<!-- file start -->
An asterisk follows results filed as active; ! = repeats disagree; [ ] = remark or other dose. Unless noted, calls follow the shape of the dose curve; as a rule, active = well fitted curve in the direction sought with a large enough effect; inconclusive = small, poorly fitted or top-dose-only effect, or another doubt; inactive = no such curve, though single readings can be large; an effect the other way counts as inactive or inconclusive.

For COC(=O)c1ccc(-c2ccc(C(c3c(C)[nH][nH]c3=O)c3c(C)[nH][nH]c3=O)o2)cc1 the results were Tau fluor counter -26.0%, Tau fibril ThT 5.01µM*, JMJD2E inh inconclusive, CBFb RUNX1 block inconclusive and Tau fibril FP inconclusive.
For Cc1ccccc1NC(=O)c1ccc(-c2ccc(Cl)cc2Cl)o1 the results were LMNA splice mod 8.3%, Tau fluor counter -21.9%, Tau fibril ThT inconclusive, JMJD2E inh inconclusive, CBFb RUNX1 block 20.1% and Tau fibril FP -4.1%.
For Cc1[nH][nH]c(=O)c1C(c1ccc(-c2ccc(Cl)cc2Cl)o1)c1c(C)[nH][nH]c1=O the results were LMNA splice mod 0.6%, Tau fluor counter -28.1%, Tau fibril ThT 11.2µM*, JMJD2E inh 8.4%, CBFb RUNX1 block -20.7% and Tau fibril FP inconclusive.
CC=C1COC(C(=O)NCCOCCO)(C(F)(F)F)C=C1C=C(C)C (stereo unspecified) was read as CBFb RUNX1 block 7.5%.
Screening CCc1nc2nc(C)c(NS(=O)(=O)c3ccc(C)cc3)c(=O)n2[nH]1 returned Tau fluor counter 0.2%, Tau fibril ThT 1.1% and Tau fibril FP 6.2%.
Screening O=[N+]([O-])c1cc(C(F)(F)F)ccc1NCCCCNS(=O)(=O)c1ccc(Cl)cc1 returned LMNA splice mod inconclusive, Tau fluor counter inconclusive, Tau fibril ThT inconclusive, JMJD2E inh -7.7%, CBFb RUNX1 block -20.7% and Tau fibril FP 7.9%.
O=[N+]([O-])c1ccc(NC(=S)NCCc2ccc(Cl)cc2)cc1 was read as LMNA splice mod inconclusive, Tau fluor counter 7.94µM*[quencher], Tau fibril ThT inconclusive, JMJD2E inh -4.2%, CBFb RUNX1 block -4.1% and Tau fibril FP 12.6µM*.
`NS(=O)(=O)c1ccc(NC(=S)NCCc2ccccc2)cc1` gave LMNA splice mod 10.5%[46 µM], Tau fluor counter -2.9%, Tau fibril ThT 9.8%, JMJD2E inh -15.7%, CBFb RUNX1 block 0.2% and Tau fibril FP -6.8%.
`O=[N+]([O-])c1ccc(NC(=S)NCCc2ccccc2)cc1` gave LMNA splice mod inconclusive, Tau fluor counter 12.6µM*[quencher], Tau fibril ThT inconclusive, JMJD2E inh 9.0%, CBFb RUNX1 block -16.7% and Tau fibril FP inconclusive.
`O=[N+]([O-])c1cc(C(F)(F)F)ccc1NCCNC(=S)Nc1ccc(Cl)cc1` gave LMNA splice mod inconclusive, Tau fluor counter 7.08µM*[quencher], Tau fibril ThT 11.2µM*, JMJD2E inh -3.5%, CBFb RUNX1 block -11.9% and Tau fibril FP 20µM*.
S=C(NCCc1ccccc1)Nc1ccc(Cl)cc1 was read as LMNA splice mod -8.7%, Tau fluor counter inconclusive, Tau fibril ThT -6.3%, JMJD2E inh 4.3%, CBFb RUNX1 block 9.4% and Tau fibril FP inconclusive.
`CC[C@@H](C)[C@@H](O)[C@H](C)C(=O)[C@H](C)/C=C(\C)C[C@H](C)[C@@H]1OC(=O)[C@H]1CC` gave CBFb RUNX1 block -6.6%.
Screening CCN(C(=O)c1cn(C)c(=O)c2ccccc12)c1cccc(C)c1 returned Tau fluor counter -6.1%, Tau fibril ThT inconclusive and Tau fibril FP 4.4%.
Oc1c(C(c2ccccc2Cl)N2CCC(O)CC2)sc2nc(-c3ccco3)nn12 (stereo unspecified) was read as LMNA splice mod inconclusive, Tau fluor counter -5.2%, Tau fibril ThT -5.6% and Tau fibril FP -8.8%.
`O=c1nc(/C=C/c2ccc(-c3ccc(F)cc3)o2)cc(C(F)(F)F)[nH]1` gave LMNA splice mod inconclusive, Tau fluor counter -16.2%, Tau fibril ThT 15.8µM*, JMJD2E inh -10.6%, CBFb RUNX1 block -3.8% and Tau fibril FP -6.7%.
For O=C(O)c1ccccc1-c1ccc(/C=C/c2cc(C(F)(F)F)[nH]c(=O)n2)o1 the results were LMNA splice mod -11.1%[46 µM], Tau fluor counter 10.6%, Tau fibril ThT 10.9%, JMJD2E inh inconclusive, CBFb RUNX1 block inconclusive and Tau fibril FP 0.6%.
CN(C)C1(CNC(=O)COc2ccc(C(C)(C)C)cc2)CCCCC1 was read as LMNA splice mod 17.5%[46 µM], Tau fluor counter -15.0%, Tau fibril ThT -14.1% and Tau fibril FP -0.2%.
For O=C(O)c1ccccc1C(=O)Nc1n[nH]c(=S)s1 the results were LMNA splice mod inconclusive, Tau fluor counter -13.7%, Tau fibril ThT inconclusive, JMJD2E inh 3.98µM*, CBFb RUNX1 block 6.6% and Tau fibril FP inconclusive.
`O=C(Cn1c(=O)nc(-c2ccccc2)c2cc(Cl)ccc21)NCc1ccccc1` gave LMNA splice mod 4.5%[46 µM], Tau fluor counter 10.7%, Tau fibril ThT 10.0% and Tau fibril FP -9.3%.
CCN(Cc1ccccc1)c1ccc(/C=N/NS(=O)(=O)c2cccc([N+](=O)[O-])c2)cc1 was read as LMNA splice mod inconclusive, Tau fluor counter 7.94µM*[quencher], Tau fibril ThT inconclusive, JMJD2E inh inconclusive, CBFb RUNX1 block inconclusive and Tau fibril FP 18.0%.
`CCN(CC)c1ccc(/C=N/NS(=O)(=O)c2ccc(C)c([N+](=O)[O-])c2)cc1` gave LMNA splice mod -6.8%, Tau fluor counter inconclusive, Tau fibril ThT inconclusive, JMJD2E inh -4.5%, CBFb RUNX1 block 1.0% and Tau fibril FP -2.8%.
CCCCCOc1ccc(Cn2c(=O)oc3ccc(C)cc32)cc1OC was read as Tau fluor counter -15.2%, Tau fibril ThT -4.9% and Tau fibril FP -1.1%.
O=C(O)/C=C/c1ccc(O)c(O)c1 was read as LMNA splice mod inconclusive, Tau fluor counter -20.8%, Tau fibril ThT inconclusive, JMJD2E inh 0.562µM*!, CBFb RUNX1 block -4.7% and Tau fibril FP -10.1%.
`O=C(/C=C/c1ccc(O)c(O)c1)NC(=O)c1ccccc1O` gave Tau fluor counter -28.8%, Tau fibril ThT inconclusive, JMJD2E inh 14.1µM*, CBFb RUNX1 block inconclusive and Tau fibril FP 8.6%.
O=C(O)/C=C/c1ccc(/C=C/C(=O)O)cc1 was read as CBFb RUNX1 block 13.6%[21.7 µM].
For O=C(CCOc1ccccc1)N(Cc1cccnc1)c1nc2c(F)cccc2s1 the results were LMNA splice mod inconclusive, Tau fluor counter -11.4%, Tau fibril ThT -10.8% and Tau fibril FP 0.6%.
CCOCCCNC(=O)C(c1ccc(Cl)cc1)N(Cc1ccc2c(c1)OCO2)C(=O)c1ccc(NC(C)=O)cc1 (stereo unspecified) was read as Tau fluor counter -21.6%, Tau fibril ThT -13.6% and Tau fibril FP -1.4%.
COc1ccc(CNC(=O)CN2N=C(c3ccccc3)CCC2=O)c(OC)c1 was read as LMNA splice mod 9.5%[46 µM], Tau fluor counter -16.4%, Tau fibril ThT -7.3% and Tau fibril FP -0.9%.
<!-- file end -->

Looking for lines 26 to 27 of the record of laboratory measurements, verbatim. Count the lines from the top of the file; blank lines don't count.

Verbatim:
O=C(O)/C=C/c1ccc(/C=C/C(=O)O)cc1 was read as CBFb RUNX1 block 13.6%[21.7 µM].
For O=C(CCOc1ccccc1)N(Cc1cccnc1)c1nc2c(F)cccc2s1 the results were LMNA splice mod inconclusive, Tau fluor counter -11.4%, Tau fibril ThT -10.8% and Tau fibril FP 0.6%.